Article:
Every once in a while, I’ll come across a TikTok that brings up a deeply embedded, deeply personal (or, so I thought) childhood memory of mine. The comments of these posts and videos are usually flooded with revelations like, “I thought I was the only one that did this” or “I did all of these!!” and, of course, “did we all have the same childhood?” Sometimes, scrolling through my feed, it seems as though we have a lot more in common than we ever knew.
One of my first “wtf” moments was seeing a TikTok video about a very specific rectangular alarm clock with glowing red numbers that my dad had when I was growing up. It would ring out a brutal, headache-inducing yelp every weekday morning around 5 a.m. when he got up for work. The sound still haunts me. It felt like something only my dad would own, but the TikTok — with over 70,000 likes and 1,000 comments ranging from “I can hear this alarm in my head” to ones professing that their parents still have theirs — proved me wrong.
“Unlocking a deep childhood memory you’d forgotten about” has become a whole genre of Instagram and TikTok content. There are videos about how we used to jump off a surface while holding an umbrella in an attempt to fly; how our parents told us that we’d get struck by lightning if we showered during a thunderstorm; and how we sometimes still wake up in a cold sweat at 3 a.m. with the George Lopez theme song ringing in our heads. And if you head to the comments, you often see the same, half-shocked, half-celebratory reactions: We all did this?
TikTok user @annafabbre recently posted a series of 2000s childhood trends and memories, all of which sparked memories and revelations in the comments. In response to someone who commented, “I’m convinced we all had the same childhood,” she replied with a video, saying, “I’m convinced we’re all playing in the same Sims game and the world’s not real.” She has a point.
While the world is almost definitely real, the way we view our lives can be pretty egocentric. “Although we like to think that our life is unique and no one else knows what our experiences are like, the fact of the matter is really that all of us lead quite ordinary lives that aren’t all that different from other people in our culture,” David Ludden, PhD, professor of psychology at Georgia Gwinnett College, tells Refinery29.
Something like an alarm clock can be explained away by this theory. As a kid, we probably didn’t have the best sense of the current alarm clock market, so it never would have occurred to us that the clock that terrified us every morning had been a popular or cutting-edge model, and therefore was terrifying a lot of other kids across the country too.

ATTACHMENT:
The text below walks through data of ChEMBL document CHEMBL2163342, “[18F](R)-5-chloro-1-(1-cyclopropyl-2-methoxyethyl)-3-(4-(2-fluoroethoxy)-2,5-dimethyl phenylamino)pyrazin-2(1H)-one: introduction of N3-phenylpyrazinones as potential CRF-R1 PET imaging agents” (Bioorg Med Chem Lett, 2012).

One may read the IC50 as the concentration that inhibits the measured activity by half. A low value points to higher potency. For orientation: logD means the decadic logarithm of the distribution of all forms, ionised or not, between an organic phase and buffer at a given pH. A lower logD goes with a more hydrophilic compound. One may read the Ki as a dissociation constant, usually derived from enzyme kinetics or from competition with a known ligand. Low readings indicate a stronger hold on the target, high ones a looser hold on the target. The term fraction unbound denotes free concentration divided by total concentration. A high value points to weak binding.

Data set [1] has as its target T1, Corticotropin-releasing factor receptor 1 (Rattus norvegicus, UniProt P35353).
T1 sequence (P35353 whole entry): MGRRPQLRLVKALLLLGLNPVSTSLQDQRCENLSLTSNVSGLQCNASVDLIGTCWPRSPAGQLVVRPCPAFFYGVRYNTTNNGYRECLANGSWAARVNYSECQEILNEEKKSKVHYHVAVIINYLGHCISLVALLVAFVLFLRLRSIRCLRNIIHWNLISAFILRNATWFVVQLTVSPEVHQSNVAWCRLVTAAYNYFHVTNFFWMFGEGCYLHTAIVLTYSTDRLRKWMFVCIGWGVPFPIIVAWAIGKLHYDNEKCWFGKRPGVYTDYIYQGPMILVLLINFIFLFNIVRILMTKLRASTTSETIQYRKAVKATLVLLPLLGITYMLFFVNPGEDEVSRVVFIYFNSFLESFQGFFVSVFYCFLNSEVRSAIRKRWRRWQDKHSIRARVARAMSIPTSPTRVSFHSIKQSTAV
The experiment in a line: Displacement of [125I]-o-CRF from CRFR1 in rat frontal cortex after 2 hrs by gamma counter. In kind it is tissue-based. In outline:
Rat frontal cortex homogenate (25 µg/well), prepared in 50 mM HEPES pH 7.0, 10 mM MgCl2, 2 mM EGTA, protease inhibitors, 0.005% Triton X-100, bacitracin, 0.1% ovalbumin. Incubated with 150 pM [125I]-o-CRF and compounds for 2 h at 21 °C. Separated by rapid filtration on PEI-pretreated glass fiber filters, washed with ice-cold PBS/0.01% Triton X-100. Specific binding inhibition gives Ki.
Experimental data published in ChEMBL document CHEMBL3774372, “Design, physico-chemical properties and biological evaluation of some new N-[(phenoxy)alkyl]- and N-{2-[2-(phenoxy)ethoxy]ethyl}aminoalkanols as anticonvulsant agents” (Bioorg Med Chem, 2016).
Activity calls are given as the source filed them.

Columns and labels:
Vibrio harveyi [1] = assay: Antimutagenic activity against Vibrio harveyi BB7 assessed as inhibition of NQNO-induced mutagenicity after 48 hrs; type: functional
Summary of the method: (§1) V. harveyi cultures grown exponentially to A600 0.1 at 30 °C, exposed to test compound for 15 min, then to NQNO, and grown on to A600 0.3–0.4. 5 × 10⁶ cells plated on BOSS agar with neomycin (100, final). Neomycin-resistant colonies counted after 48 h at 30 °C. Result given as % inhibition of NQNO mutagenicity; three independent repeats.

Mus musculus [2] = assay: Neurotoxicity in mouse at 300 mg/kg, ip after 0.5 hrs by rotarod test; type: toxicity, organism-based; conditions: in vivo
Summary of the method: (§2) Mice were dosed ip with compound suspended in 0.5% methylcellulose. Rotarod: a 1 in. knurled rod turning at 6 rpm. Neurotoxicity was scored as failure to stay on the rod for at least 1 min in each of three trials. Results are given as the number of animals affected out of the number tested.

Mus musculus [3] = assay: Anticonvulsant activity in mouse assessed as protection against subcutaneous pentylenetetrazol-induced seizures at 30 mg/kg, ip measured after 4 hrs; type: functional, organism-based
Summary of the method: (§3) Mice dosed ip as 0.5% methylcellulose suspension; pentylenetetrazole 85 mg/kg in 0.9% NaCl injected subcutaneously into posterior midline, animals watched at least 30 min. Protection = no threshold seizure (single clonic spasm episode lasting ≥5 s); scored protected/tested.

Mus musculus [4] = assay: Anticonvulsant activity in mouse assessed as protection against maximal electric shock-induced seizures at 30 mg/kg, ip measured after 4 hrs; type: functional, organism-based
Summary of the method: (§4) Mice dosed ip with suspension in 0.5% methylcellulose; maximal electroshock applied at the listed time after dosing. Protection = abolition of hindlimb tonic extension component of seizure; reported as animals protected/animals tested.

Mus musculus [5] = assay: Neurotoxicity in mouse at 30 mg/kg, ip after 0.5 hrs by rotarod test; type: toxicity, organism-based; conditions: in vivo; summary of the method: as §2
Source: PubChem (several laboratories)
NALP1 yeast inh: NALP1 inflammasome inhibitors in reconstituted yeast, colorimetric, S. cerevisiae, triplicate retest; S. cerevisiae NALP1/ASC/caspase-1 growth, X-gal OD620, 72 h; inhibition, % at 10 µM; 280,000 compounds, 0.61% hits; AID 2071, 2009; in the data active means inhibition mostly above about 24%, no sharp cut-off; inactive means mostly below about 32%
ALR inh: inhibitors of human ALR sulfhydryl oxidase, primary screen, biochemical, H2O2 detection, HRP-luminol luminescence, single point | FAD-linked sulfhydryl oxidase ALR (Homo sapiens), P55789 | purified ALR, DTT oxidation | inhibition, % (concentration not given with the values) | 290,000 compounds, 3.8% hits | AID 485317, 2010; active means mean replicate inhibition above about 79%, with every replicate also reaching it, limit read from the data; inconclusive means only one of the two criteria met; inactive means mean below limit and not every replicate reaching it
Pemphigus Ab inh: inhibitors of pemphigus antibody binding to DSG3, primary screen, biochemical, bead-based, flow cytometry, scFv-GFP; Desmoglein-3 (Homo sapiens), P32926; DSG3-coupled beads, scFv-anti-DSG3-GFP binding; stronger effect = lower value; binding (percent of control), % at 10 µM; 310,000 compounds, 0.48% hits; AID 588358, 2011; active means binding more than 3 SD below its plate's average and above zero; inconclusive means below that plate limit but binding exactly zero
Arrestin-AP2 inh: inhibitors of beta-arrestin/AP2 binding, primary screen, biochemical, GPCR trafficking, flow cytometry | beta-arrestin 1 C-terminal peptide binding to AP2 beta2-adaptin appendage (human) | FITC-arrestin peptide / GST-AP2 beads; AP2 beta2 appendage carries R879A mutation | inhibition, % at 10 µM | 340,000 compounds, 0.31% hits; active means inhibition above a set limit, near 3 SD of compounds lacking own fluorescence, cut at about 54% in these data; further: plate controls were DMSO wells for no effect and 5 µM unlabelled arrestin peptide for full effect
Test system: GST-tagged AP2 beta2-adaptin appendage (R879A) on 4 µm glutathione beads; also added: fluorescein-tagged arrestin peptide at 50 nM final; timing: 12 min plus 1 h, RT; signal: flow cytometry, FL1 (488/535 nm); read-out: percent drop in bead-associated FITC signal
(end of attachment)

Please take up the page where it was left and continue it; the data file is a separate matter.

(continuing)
Even memories that seem so weird and specific can often be chalked up to generational overlap: As an adult, you might think back to the craving you had to chew on Polly Pocket’s rubber clothes with bewilderment, but at the time, those toys were popular — and to a kid, they were begging to be chewed on. So it makes sense that you’re one of the many your age who had the same weird urge.
That said, Qi Wang, PhD, professor and chair of human development at Cornell University who specializes in autobiographical memory, says that everyone’s memory is different. “There’s no implication whatsoever that says ‘wow, there’s a common thing that everyone’s reporting.’ Memory and childhood are just as diverse as we are as human beings, and the memories reflect that diversity,” she says.
One explanation as to why we might be convinced we’re living in a simulation, she says, is that we’re appropriating one another’s memories as our own. Her statement brought a specific TikTok to my mind. In it, user @millenialkyle holds up a large silver bowl with the caption, “Me on my way to fill up the family puke bowl with popcorn in the 90s.” The video flooded me with the now-familiar sense of shared nostalgia, but when I thought about it, while my family did use a silver bowl like this for popcorn, I didn’t actually have any memories of us using it to throw up in… or did I?
Both Dr. Wang and Dr. Ludden agree that some people may be remembering something that didn’t actually occur. “Memories are very plastic,” Dr. Wang says. “They can be easily influenced by outside information. If you strongly identify with a person, there’s a possibility to appropriate that person’s experience as your own.”
So maybe you didn’t want to chew on your Polly Pocket’s clothing. Seeing the video may have reminded you of another chewable rubber scrap you came across as a youth, and you conflated the two. Maybe your dad didn’t even have that clock, and it was a different model that blasted your eardrums every morning.
My family popcorn bowl may have strictly been used for popcorn and not bodily fluids, but that doesn’t mean I didn’t connect with the creator’s experience. “What kind of environment we’re in, in a way, shapes our experience,” Dr. Wang says. “They can be similar for a particular period of time and a particular kind of lifestyle, and as a result they can create similar experiences.”
And of course, it’s worth noting that social media infamously shows us material that reaffirms our own life experience and beliefs. While I’ve outed myself as being on alarm clock and puke bowl TikTok, hundreds of thousands of other people may have never scrolled past one of these videos in their lives. Instead, their FYP and feed is filled with content by people who grew up in the same area, time frame, income bracket, and family structure. They, too, may be thinking, “Wow, we’re all more alike than I realized.” Even though we’re kind of… not.
Still, the nostalgic bond this sort of content creates between us and others, on the internet or IRL, isn’t at all a bad thing. Humans have a strong need to connect with one another — and if that happens to be over the fact that a surprising number of us are willing to publicly admit that we tried to become waterbenders in the shower, then so be it.